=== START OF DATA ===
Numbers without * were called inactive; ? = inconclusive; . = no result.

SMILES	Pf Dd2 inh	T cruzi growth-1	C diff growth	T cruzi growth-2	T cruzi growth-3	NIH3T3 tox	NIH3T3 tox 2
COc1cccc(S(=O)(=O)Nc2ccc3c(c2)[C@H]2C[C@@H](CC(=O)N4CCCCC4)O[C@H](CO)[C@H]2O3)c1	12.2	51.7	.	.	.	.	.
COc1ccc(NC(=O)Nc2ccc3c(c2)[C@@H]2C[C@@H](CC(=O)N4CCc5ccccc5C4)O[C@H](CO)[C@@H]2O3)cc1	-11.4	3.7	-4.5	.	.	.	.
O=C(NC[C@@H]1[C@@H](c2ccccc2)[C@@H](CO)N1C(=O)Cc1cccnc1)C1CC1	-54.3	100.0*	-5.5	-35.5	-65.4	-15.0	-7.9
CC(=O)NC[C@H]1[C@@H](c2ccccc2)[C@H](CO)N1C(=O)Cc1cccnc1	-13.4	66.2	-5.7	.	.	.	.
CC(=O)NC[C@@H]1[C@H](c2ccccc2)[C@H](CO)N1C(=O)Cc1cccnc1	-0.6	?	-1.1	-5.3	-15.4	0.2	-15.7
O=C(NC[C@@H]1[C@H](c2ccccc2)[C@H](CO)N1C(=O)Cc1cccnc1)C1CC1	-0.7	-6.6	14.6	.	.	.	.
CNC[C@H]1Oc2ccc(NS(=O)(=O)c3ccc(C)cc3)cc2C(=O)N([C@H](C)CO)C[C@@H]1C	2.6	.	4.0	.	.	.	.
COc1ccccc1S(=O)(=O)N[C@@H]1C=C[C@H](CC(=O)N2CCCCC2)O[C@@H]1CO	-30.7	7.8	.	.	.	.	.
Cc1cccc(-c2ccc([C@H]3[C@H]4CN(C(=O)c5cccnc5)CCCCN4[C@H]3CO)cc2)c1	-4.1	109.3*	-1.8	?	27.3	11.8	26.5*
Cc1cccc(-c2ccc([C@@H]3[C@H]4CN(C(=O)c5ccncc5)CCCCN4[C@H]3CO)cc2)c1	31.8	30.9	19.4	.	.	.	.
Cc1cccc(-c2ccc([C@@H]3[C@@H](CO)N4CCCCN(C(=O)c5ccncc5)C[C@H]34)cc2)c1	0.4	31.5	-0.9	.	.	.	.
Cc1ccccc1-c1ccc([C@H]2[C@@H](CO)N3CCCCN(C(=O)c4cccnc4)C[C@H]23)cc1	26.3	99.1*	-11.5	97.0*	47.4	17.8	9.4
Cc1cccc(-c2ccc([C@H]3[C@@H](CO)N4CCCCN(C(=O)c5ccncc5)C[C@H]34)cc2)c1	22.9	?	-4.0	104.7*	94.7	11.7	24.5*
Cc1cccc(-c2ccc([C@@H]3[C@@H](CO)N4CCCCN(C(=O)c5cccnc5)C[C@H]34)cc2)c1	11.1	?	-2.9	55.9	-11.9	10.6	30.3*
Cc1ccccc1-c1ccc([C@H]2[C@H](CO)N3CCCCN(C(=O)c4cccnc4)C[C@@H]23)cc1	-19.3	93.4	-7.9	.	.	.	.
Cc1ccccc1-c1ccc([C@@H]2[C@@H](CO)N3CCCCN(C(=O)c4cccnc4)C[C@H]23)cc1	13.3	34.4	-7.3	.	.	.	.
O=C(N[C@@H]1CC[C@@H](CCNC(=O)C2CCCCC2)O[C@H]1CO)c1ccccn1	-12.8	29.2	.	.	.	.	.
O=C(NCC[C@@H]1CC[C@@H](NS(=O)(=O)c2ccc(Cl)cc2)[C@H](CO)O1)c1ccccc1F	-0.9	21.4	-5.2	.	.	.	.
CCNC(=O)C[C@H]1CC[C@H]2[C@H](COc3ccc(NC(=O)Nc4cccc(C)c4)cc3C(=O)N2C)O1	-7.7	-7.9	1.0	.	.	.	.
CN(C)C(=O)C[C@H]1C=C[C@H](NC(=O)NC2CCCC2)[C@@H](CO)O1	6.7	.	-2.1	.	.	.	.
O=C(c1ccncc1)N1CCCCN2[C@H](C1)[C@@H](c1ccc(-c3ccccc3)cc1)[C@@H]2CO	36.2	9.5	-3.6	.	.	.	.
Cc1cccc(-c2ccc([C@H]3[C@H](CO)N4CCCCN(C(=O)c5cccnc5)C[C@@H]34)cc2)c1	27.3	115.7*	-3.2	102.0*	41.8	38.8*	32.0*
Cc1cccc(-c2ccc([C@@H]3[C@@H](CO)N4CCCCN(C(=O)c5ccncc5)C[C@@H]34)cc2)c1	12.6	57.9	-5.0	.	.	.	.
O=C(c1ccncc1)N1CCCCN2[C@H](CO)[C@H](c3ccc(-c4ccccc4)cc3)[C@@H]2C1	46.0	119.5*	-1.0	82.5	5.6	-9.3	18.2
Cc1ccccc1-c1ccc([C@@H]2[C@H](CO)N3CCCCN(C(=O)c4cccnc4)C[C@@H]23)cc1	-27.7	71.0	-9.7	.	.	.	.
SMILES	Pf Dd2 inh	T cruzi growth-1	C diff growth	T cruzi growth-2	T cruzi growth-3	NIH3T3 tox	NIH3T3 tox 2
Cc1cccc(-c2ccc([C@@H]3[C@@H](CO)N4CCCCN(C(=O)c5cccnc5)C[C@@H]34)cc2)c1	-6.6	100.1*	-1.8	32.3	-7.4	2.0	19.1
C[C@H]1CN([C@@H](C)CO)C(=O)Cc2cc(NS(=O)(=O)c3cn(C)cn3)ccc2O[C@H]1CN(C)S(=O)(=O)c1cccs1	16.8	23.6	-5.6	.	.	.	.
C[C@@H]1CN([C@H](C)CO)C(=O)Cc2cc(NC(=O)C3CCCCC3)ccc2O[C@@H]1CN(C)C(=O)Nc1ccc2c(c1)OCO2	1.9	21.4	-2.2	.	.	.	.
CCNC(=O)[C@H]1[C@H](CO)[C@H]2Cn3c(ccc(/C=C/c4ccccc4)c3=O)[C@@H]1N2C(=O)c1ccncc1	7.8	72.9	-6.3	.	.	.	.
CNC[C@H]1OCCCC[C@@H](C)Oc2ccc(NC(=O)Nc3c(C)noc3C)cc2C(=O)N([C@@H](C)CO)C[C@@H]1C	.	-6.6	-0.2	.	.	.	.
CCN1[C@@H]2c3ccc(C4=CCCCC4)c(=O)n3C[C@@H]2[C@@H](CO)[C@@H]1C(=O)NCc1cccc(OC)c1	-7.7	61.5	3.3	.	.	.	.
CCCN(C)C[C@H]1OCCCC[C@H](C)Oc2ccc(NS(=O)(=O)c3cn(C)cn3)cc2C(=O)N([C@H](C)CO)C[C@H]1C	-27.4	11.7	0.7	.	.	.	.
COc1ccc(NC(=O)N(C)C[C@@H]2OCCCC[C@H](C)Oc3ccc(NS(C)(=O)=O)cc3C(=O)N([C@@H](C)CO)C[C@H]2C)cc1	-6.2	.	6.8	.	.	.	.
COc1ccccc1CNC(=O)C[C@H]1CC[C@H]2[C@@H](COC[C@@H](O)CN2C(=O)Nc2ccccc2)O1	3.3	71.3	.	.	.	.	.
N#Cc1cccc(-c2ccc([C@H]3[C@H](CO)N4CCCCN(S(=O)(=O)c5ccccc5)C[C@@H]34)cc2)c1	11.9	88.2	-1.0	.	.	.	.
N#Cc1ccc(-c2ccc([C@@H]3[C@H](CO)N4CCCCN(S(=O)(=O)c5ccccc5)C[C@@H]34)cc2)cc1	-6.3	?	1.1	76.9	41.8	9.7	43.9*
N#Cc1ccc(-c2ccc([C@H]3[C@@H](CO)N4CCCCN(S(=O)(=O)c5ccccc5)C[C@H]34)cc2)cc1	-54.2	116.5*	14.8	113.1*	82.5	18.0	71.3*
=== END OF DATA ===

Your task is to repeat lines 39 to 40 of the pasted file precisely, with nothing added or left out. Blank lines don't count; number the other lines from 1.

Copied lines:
N#Cc1ccc(-c2ccc([C@@H]3[C@H](CO)N4CCCCN(S(=O)(=O)c5ccccc5)C[C@@H]34)cc2)cc1	-6.3	?	1.1	76.9	41.8	9.7	43.9*
N#Cc1ccc(-c2ccc([C@H]3[C@@H](CO)N4CCCCN(S(=O)(=O)c5ccccc5)C[C@H]34)cc2)cc1	-54.2	116.5*	14.8	113.1*	82.5	18.0	71.3*